If you are reading this article it means that you’ve probably heard or read that taking it slow is the best approach to getting back your ex. But what does taking it slow with your ex really mean? And how do you take it slow with a fearful avoidant ex when they act hot and cold?
What does it mean to take it slow with your ex really mean?
Taking it slow in anything means slowing the pace at which things are moving forward so that you can go further much. It does not mean completely disconnecting from your ex or stop trying to attract them back. It means:
- Instead of rushing through the process, you take one small step, see it’s impact and then take the next small step.
- Constantly asking yourself, “What can I say or do that will move my ex the smallest step towards them making a decision to get back together?”
- Not rushing your ex to make a decision that they are not ready to make and waiting until they’re ready to make one.
The most important part of taking things slow with your ex is “moving forward”.
If there is no movement because you are giving them ” space”, you are not taking it slow. Instead you are foot-dragging and not taking necessary action. As a result, you are nd missing opportunities to move things forward.
Taking it slow ensures that you are not getting far ahead of your ex’s feelings for you. It also ensures that you are not putting an enormous amount of pressure on your ex.
By taking small measured steps, you are able to see the effectiveness of what you are doing. In addition, you will be able to course-correct before things reach the point of no return.
The problem is if neither of you has any experience “taking things slow” you might want to take things slow but not know how. This is especially true if one or both you has attachment anxiety. Talking for hours in the initial stages, feels normal. And if your ex is a fearful avoidant leaning anxious, they may respond positively. But then they pull away, or complain that you need more attention and time they can give you. You are left wondering, “but you were okay with it, even initiating most of the contact”.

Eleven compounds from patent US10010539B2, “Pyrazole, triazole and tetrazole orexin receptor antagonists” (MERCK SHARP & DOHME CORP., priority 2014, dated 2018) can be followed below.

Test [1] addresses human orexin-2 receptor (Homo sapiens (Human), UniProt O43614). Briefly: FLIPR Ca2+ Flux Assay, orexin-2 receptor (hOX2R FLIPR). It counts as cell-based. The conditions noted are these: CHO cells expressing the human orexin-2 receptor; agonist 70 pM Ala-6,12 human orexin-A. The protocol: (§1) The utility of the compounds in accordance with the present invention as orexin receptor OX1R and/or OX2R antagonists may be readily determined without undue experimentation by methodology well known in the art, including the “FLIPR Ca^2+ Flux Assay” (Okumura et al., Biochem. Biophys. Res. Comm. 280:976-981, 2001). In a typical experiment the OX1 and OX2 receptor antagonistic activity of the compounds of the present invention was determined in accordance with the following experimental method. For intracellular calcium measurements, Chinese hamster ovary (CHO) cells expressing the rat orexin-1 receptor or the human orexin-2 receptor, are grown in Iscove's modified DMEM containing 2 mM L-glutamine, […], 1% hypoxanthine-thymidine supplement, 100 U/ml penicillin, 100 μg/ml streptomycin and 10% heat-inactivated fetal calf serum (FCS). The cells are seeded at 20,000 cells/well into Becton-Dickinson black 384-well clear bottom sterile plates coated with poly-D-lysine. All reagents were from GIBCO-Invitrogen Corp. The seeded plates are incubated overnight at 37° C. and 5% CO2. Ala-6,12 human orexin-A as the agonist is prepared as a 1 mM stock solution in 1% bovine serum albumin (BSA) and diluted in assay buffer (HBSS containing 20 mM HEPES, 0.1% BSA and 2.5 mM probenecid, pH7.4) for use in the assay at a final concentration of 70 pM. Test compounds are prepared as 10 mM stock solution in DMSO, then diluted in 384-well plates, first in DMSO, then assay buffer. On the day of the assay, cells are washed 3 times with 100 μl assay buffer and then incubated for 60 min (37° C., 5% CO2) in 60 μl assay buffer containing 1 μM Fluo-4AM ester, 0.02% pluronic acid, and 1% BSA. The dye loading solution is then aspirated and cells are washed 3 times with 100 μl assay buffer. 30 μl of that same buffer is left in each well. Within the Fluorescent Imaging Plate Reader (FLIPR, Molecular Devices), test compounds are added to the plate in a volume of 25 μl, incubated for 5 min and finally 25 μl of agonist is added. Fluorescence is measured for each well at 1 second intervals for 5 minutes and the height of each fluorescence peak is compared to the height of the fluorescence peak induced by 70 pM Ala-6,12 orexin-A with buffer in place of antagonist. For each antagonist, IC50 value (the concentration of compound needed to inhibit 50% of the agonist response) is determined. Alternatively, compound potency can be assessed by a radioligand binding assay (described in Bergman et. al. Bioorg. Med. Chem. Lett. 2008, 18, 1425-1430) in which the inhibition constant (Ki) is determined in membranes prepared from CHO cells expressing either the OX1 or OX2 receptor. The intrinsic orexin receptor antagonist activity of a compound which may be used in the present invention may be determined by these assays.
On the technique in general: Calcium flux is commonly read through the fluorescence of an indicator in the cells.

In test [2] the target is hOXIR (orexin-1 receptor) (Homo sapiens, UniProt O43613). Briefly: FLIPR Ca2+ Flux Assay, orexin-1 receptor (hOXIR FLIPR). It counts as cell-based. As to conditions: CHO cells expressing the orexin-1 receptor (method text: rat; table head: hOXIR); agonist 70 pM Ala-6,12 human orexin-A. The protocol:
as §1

But how does one take it slow with a fearful avoidant ex is?
When trying to attract back a fearful avoidant, they will from time to time withdraw from contact or respond but are cold and distant. Just remember that fearful-avoidants want and desire contact but fear getting no response or feeling rejected.
When they pull away, “giving them space” helps the part of them that needs to distance and that it a good thing, but it does not address the part of them that still needs connection.
In other words, if you give an avoidant “space”, they will appreciate the “space” but also feel rejected ad abandoned if during that time they reach out because they need connection. And when you give them more space than they needed, then reach out, they’ll be cautious and sometimes even resistant to emotionally opening up. To a fearful-avoidant opening up means getting close and getting close ends in rejection. But too much distance also means no closeness and that hurts, too.
Try to figure out a fearful avoidant’s pattern of closeness and distancing
Since each fearful avoidant is different in terms of how close they want to be, how they distance and for how long, it’s your responsibility to figure out their closeness-distancing pattern. So, you can set the pace for taking it slow.
What has worked best for my for my clients especially ones with an ex who is a fearful or dismissive avoidant is:
1. Do not “actively” try to get back together
For a month or two depending on what stage of the process you are in, don’t talk about the past (old relationship) and don’t talk about the future (getting back together). Just focus on the present – emotionally connecting and getting to know each other all over. This is especially effective if one of you has reservations about trying the relationship again, or even staying in contact.
2. Have a plan
Don’t just go with the feelings of the moment especially if you have very strong sexual attraction. Instead plan when to go out. For example, plan on going on a date 2 weeks or a month from now if everything goes okay. If that goes well too, plan on another date if things keep going well… and so forth.
3. Live your life
Don’t start drastically changing your life just because things are going well at the moment. Do all the things you’ve been doing to make your life full and happy on your own, and schedule the “new relationship” with your ex to fit in, instead of the other way around.
4. Work with what your ex is comfortable with (and makes them feel safe)
This is especially important if your ex wants to be friends and see where things go. Do the things that friends would do together (see: 3 Ways Being Friends Can Get Back Your Ex).